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We can succeed altogether
The European Commission (EC) earmarks €5m to the Turkish Cypriot community for the provision of medical equipment and supplies to fight the Covid-19 pandemic. Businessmen Halil and Hüseyin Falyalı donated $50,000 and purchased 2500 Covid-19 rapid testing kits. Owner of İktisat Bank Mete Özmerter picked up the equipment with his private jet. The German tourist group, in which the first cases of coronavirus were seen, are starting to fly back to their country as of this morning (Tuesday) following the completion of their 14-day quarantine period.
- Latest coronavirus figures – A total of 116 in the south with eight recovered. A total of 40 in the south with 29 recovered. 156 in total.
- 42 arrests on the first day – 42 people were arrested yesterday for violating partial curfew.
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Don’t go out on the streets unless necessary
Those who violate the partial curfew can be fined up to ₺3600 (approx. €509) and/or one year of imprisonment or both in line with the Penal Code Article 156. 44 people have been arrested for violating curfew.
- South Cyprus also imposes a partial curfew.
- EU gives €5m assistance to the Turkish Cypriots.
- Two new cases in the north, bringing the total cases to 40.
- 21 new cases in the south, bringing the total cases to 116.
- 37 died in Turkey. There are 1529 cases.
- German tourists returning their homes today (Tuesday).
There are subtle differences
The representatives of the political parties agree on the economic measures to be implemented however they expressed hesitation on the planning. The political parties want the funds to be exact and areas where the money will be spent to be defined. Republican Turkish Party (CTP) leader Tufan Erhürman said the plan must cover a three to six month period and the different budget items, where cuts will be made needs to be identified. Rebirth Party (YDP) leader Erhan Arıklı said the state needs ₺2bn in three months but it is not possible to plan without knowing the source of the money. Social Democratic Party (TDP) leader Cemal Özyiğit stressed the need for exact figures to be provided for planning. People’s Party (HP) leader Yenal Senin highlighted the need for social justice and added the plan should envisage all sectors recovering from the economic crisis gradually.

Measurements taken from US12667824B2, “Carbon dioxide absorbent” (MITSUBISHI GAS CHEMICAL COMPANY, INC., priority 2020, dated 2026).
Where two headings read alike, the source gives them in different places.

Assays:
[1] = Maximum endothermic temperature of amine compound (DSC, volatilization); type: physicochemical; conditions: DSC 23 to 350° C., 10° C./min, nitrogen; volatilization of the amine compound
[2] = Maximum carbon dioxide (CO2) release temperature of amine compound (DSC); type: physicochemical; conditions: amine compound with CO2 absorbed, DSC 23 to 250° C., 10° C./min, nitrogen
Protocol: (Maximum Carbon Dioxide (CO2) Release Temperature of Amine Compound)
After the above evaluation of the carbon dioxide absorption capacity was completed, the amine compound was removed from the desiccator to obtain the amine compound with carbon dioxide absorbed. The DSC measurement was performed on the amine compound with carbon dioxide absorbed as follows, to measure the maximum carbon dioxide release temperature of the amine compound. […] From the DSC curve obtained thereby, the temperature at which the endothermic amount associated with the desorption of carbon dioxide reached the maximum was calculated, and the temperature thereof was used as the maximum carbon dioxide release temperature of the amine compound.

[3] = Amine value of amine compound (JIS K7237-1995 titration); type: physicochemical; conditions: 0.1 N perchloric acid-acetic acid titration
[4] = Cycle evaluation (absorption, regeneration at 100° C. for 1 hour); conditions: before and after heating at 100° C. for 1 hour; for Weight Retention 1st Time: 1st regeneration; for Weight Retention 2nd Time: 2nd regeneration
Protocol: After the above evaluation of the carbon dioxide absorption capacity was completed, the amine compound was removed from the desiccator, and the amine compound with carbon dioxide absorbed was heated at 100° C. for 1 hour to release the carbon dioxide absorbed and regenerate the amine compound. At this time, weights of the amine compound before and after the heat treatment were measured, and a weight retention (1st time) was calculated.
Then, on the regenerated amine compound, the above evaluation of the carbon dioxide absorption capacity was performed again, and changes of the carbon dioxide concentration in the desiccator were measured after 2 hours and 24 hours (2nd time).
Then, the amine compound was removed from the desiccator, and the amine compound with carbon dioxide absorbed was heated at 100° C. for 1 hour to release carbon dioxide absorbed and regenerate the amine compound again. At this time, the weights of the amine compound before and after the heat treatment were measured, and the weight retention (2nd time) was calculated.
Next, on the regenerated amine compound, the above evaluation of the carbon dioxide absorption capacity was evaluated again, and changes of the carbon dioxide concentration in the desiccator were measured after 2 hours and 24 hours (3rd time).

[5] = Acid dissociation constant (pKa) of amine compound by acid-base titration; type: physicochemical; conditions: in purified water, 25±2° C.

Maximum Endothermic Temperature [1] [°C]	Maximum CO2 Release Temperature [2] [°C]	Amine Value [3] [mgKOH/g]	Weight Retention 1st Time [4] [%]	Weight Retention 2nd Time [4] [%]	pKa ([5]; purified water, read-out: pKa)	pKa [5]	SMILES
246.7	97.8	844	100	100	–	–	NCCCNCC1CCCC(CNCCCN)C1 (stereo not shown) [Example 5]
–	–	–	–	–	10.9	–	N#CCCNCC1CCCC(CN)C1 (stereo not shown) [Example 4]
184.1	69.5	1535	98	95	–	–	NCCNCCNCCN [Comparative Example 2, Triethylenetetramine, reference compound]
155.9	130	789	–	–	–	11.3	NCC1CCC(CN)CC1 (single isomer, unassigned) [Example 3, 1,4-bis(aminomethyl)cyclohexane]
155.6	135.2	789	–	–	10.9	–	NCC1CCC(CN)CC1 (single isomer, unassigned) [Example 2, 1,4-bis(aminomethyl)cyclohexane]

- Flew the second time for corona kits and equipment.
- EU gives €5m assistance to the Turkish Cypriots.
- The number of cases on the island reached 156 – There are 40 confirmed cases in the north and 116 in the south.
- 37 dead, 1529 cases in Turkey.
- Merit Hotel dismisses its entire staff – The Merit Hotels group, which has five hotels in the north, has given all its personnel ‘unpaid leave’. Basın-Sen (Turkish Cypriot Press Workers’ Union) President Ali Kişmir said the personnel were left on their own to suffer and slammed the hotel group’s decision.
Police arrested 44 people violating curfew and charged them. Police which is warning people to remain home unless necessary is only allowing those who need to visit supermarkets or pharmacies. According to information obtained by Diyalog’s reporter, police stepped up controls last night (Monday) questioning people on the street before booking them. Some of those arrested were foreign nationals who said they did not know about the curfew.
- 11 left in hospital – 29 of 40 people who have tested positive for coronavirus have been discharged.
- Greek Cypriots concerned –The number of coronavirus cases in the south has reached 116 with 21 new cases.
- 37 losses of life – The number of patients in Turkey has risen to 1529.
- It will remain in place until 13 April – A curfew similar to the one in the North is starting in South Cyprus as of today.
Screening at homes
40 cases in the north, 116 in the south. Total of 156. 21 new cases have been detected in the south which is capable of carrying out faster tests. Only two new cases in the north yesterday (Monday). Health Minister Ali Pilli who announced that screenings will take place at households as of today (Tuesday) said that up to 20 people had been tested yesterday (Monday). He, however, said he did not know the exact number of people who have been tested to date. Pilli also said that eight TRNC citizens were currently receiving treatment in quarantine.
- Curfew declared in the south – The partial curfew will remain in place for three weeks. €150 for those who violate the curfew. Visits to churches and mosques as well as Easter celebrations have been cancelled.
- €5m from the European Union (EU) – The EU is giving the Turkish Cypriot community €5m for the provision of medical equipment and supplies.
- 42 people violate ban – 42 people were charged for violating the curfew in the TRNC. A night club in Güvercinlik (Acheritou) also violated the ban.
- Another migrant boat – A boat carrying a hundred or so migrants was barred by Greek Cypriot police from entering their territorial waters. The boat has turned its course to the TRNC.